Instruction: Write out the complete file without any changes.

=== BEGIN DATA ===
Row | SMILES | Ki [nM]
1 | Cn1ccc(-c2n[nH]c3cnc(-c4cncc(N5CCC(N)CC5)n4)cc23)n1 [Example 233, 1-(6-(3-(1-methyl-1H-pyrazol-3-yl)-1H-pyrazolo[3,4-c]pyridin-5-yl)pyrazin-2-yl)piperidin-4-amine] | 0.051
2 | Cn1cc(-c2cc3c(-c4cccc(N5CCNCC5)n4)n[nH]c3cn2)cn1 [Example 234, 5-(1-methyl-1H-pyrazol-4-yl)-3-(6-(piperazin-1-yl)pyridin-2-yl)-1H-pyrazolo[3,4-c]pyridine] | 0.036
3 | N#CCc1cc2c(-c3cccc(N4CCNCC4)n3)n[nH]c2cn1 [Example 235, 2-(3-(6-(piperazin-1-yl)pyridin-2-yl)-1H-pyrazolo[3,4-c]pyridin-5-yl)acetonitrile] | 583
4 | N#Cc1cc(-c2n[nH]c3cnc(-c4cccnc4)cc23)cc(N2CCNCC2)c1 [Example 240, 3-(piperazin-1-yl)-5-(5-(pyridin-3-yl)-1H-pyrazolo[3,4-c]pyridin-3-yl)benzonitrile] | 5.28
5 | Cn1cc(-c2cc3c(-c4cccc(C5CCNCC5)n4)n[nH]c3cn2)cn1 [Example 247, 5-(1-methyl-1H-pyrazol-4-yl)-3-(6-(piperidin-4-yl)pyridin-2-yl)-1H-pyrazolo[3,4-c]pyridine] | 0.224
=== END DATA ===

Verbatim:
Row | SMILES | Ki [nM]
1 | Cn1ccc(-c2n[nH]c3cnc(-c4cncc(N5CCC(N)CC5)n4)cc23)n1 [Example 233, 1-(6-(3-(1-methyl-1H-pyrazol-3-yl)-1H-pyrazolo[3,4-c]pyridin-5-yl)pyrazin-2-yl)piperidin-4-amine] | 0.051
2 | Cn1cc(-c2cc3c(-c4cccc(N5CCNCC5)n4)n[nH]c3cn2)cn1 [Example 234, 5-(1-methyl-1H-pyrazol-4-yl)-3-(6-(piperazin-1-yl)pyridin-2-yl)-1H-pyrazolo[3,4-c]pyridine] | 0.036
3 | N#CCc1cc2c(-c3cccc(N4CCNCC4)n3)n[nH]c2cn1 [Example 235, 2-(3-(6-(piperazin-1-yl)pyridin-2-yl)-1H-pyrazolo[3,4-c]pyridin-5-yl)acetonitrile] | 583
4 | N#Cc1cc(-c2n[nH]c3cnc(-c4cccnc4)cc23)cc(N2CCNCC2)c1 [Example 240, 3-(piperazin-1-yl)-5-(5-(pyridin-3-yl)-1H-pyrazolo[3,4-c]pyridin-3-yl)benzonitrile] | 5.28
5 | Cn1cc(-c2cc3c(-c4cccc(C5CCNCC5)n4)n[nH]c3cn2)cn1 [Example 247, 5-(1-methyl-1H-pyrazol-4-yl)-3-(6-(piperidin-4-yl)pyridin-2-yl)-1H-pyrazolo[3,4-c]pyridine] | 0.224